Judge David Johnson is the happiest mofo on the block.
"Dr. Karp's not a pediatrician…he's a magician."—Larry David
Any pediatrician who scores a recommendation from Larry David is good enough for me. And so begins my 37-minute trip with the famed Harvey Karp, an MD who made his name with his revolutionary (and sometimes controversial) methods for calming fussing infants. Karp brings his game to the next level with The Happiest Toddler on the Block, a documentary outlining his various strategies dealing with temperamental toddlers. And by "temperamental" I mean "borne of the fires of hellfire."
So how does one approach a toddler ensconced in an epic meltdown? Distraction? Appeasement? Abandonment?
Karp outlines his approach with a three-pronged effort and—because I'm pretty sure he wants people to actually buy his DVD and learn the steps themselves—I'll just lay out the general idea.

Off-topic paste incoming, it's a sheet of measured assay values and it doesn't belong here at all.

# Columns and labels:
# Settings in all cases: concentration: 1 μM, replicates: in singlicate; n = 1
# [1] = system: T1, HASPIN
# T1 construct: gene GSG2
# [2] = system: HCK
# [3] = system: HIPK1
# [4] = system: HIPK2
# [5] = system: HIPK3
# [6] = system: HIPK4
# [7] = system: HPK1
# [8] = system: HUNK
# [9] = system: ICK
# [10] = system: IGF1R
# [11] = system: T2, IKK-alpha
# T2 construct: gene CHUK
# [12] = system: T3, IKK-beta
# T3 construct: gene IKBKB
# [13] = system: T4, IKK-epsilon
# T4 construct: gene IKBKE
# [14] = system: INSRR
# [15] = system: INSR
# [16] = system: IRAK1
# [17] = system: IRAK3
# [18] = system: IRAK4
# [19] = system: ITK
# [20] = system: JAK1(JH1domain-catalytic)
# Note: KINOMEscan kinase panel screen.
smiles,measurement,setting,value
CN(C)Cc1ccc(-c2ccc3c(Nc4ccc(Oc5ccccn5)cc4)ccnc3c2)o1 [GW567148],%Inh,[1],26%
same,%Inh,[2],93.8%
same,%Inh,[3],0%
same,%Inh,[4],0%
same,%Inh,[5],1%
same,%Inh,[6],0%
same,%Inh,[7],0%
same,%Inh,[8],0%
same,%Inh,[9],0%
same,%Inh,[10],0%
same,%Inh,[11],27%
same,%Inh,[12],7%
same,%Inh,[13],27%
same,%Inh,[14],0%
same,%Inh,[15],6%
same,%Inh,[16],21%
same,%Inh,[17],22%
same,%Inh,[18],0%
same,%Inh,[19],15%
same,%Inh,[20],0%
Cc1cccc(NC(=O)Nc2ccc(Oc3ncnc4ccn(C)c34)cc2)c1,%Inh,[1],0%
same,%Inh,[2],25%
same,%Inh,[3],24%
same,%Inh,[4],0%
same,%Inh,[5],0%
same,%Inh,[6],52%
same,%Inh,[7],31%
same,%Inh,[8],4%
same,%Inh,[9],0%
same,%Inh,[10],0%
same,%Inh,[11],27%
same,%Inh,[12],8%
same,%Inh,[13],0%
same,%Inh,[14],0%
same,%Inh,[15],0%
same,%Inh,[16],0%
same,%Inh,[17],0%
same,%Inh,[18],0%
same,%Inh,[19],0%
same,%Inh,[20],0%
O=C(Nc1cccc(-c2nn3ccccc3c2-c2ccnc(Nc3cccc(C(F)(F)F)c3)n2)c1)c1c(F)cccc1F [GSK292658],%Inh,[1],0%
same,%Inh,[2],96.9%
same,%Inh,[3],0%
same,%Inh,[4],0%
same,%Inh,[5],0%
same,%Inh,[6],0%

Essentially, Karp is encouraging parents to engage their kiddos on an emotional level, acknowledging that they understand the source of the rugrat's frustration. Once that connection has been established, the screaming and carrying-on should diminish. Getting to that equal footing involves recognition and affirmation of the toddler's problem, and sometimes ceding power to the child by playing the dope. No, really, watching Dr. Karp act like an imbecile in front of a bawling two year-old is worth the retail price alone!
There's a good amount more to his methodology and Karp does a fine job hitting all the points. He may not have the natural charisma of a Broadway performer, but he's earnest and obviously thought through this stuff. Even better, he's exhibiting his strategy with real kids and dialoguing with real parents. It makes the whole production feel a lot less clinical and PowerPoint-y than it could have been.
As an added bonus, we get an extra thirty minutes of toddler 4-1-1, as Karp tackles a variety of questions (26 in all), like "How do I calm a toddler when I'm driving?" and "Is it okay if I get angry?" Good stuff, and answered honestly. Whether any of this works for you…well, you'll just have to give it a spin. I haven't had a chance to test any of it on my own darling little angel, but if you're at your wit's end, what have you got to lose?
The DVD is standard issue: standard definition 1.33:1 full frame, Dolby 2.0 Stereo, and the aforementioned extras.
No timeout for you. Here's an animal cracker.
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